While it was not my initial plan to engage my undergraduate research assistant in conversations about whiteness, it is not surprising that this was an outcome. My research broadly examines how anti-blackness informs the academic and professional socialization of Black college students. Research has continued to point us to the ways that higher education and student affairs policies and practices perpetuate violence against Black students, staff and faculty (Stewart, 2019; Stewart & Nicolazzo, 2018). As a Black woman professor, I am mindful of the ways that I am both a recipient of this violence and sometimes a perpetrator. As a professor I take a proactive stance in addressing the ways that whiteness and antiblackness impact student affairs practice. However, I have to be mindful of the energy I spend educating students, and particularly white women students.

This leads me to the following reflection questions for my faculty colleagues and anyone interested in engaging with white women students around how their racialized gender identity informs their student affairs practice.

  1. How can HESA graduate preparation programs purposely engage undergraduate students who are interested in pursuing degrees and careers in student affairs?
  2. What resources are necessary to assist HESA graduate programs in a curriculum review to identify opportunities for students to explicitly understand how their racialized gender identities impact their graduate experience and student affairs practice?
  3. What opportunities exist (in addition to assistantships) for HESA graduate programs to partner with student affairs divisions to support the development of future student affairs professionals?
  4. What resources are necessary to ensure that racially marginalized HESA faculty are compensated and supported for their work in addressing whiteness in academia?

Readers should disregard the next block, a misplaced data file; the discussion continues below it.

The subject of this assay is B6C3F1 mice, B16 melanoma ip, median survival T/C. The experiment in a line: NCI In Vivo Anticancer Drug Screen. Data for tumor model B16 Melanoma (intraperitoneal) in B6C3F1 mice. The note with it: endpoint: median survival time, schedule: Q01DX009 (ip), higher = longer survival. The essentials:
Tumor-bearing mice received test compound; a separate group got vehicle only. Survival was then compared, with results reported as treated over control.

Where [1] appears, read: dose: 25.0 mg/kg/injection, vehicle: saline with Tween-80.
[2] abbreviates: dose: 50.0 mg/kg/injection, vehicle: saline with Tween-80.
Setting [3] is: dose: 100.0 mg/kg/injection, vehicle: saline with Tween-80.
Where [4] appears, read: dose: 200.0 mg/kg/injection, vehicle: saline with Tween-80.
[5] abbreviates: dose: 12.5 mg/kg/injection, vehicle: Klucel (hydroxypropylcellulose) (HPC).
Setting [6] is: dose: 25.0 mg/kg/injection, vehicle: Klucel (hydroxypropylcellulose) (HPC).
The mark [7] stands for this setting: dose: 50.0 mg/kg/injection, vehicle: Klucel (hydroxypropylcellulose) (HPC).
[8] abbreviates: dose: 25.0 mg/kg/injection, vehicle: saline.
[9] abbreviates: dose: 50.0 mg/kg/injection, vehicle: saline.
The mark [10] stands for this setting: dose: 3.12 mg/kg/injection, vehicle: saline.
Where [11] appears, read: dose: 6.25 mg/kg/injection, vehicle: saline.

Harris, J. C., & Linder, C. (2018). The racialized experiences of students of color in higher education and student affairs graduate preparation programs. Journal of College Student Development, 59(2), 141-158.

Haynes, C., Taylor, L., Mobley Jr, S. D., & Haywood, J. (2020). Existing and resisting: The pedagogical realities of Black, critical men and women faculty. The Journal of Higher Education, 91(5), 698-721.

NASPA. (2021). 2021 NASPA faculty survey: Applications, enrollment, and funding. Retrieved from https://naspa.org/files/dmfile/Faculty-Survey-Results—11-08-21.pdf

Robbins, C. K. (2016). White women, racial identity, and learning about racism in graduate preparation programs. Journal of Student Affairs Research and Practice, 53(3), 256-268.

Robbins, C. K., & Jones, S. R. (2016). Negotiating racial dissonance: White women’s narratives of resistance, engagement, and transformative action. Journal of College Student Development, 57(6), 633-651.

Stewart, D. L. (2019). Ideologies of absence: Anti-Blackness and inclusion rhetoric in student affairs practice. Journal of Student Affairs, 28, 15-30.

Stewart, D. L., & Nicolazzo, Z. (2018). High impact of [whiteness] on trans* students in postsecondary education. Equity & Excellence in Education51(2), 132-145.


Laila McCloud, Ph.D. (she/her) is an Assistant Professor of Higher Education in the Educational Leadership and Counseling department at Grand Valley State University. Prior to pursuing a faculty career, Dr. McCloud served as a student affairs educator focused on issues of equity and access. Her research uses critical theories and methods to broadly explore the professional and academic socialization of Black students within U.S. higher education. Outside of her academic work she enjoys watching reality tv and cheering loudly at her child’s basketball games.


Emily Morrison (she/her) is an undergraduate student in the Honors College at Grand Valley State University pursuing a degree in Biomedical Sciences. She is an active student at the university and serves in various leadership roles, previously as an orientation leader and currently as a first-year student mentor. In her free time she enjoys traveling, reading, and being active.